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Triple MAPK inhibition salvaged a relapsed post-BCMA CAR-T cell therapy multiple myeloma patient with a BRAF V600E subclonal mutation

Abstract

Background

Multiple Myeloma (MM) is a progressive plasma cell neoplasm characterized by heterogeneous clonal expansion. Despite promising response rates achieved with anti-BCMA CAR-T cell therapy, patients may still relapse and there are currently no clear therapeutic options in post-CAR-T settings. In this report, we present a case of a post-BCMA CAR-T relapsed/refractory (RR) MM patient with skin extramedullary disease (EMD) in which a novel MAPK inhibition combinatorial strategy was implemented based on next-generation sequencing and in vitro experiments.

Case presentation

A 61-year-old male with penta-refractory MM penta- (IgA lambda), ISS stage 3 with hyperdiploidy, gain of 1q21 and del13 was treated with anti-BCMA CAR-T cell therapy, achieving a best response of VGPR. He progressed after 6 months and was salvaged for a short period with autologous stem cell transplantation. Eventually, he progressed with extramedullary disease manifested as subcutaneous nodules. Based on whole-exome sequencing, we identified a BRAF (V600E) dominant subclone in both bone marrow and cutaneous plasmacytoma. Following in vitro experiments, and according to our previous studies, we implemented a triple MAPK inhibition strategy under which the patient achieved a very good partial response for 110 days, which allowed to bridge him to subsequent clinical trials and eventually achieve a stringent complete response (sCR).

Conclusion

Here, we show the applicability, effectiveness, and tolerability the triple MAPK inhibition strategy in the context of post-BCMA CAR-T failure in specific subset of patients. The triple therapy could bridge our hospice bound RRMM patient with BRAF (V600E) to further therapeutic options where sCR was achieved. We will further evaluate triple MAPK inhibition in patients with BRAF V600E in a precision medicine clinical trial launching soon.

Background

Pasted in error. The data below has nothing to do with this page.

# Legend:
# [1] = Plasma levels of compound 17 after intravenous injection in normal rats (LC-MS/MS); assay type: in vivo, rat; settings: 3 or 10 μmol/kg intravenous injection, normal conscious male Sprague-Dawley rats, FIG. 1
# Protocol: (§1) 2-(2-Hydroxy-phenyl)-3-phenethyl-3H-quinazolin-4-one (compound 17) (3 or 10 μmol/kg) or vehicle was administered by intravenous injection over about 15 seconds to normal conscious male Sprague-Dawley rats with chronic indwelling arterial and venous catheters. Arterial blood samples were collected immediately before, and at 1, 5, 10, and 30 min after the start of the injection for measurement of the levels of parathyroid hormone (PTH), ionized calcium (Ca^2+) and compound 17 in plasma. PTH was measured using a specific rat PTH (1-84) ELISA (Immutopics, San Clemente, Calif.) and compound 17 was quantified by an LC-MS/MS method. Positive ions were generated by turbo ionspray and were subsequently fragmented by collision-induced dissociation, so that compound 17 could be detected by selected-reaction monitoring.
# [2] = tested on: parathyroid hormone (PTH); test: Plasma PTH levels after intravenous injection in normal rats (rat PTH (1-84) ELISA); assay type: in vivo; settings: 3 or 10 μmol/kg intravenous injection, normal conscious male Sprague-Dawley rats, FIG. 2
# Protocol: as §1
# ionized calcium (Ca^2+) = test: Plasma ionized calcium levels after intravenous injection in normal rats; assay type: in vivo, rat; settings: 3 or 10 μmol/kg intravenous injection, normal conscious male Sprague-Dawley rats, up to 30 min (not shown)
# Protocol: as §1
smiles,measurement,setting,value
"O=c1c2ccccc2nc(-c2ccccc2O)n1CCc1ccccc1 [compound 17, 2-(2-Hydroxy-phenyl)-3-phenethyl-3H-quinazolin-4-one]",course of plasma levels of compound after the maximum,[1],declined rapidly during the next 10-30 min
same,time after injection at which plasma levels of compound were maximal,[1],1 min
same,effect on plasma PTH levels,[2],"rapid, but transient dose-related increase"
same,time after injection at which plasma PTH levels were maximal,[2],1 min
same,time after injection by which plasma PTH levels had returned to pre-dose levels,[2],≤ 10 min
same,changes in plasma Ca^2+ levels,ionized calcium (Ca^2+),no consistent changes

Relapsed/Refractory Multiple Myeloma (RRMM) patients with extramedullary disease (EMD) have limited response to existing strategies like immunomodulatory drugs, proteasome inhibitors, and monoclonal antibodies. While anti-BCMA CAR-T has achieved prominent response in RRMM patients, post-CAR-T relapse represents a challenging therapeutic course with poor prognosis. About 53% of RRMM patients have shown emerging clones harboring mutations within the MAPK signaling pathway, including the targetable BRAF(V600E) in 7% of cases[1]. Targeting the MAPK signaling pathway with BRAF monomer selective inhibitors ± MEK inhibitor has been frequently attempted with RRMM patients with equivocal outcome on both disease progression and survival. This could be ascribed to feedback recovery of the MAPK pathway via BRAF dimers induction. Our prior studies have revealed that the multi-kinase inhibitor regorafenib is a potent inhibitor of dimeric BRAF. Moreover, we have demonstrated that negative feedback can be overcome by inhibiting BRAF in both its monomeric and dimeric form in combination with MEK inhibition leading to more efficacious and tolerable treatment in preclinical BRAF (V600E) cancer models. Patients with BRAF V600E often benefit from targeted therapy using small molecules inhibitors of monomeric BRAF V600E in combination with MEK inhibition [2]. This strategy, however, may fail due to feedback activation of the pathway via induction of BRAF dimer formation [3, 4]. Our recent study has shown efficacious pathway inhibition when the multi-kinase inhibitor regorafenib was added to the standard strategy. Regorafenib could potently inhibit dimeric BRAF and relieve the induced negative feedback [5]. In this report, we describe the case of an RRMM patient who was successfully treated with triple MAPK inhibition following relapse from CAR-T therapy.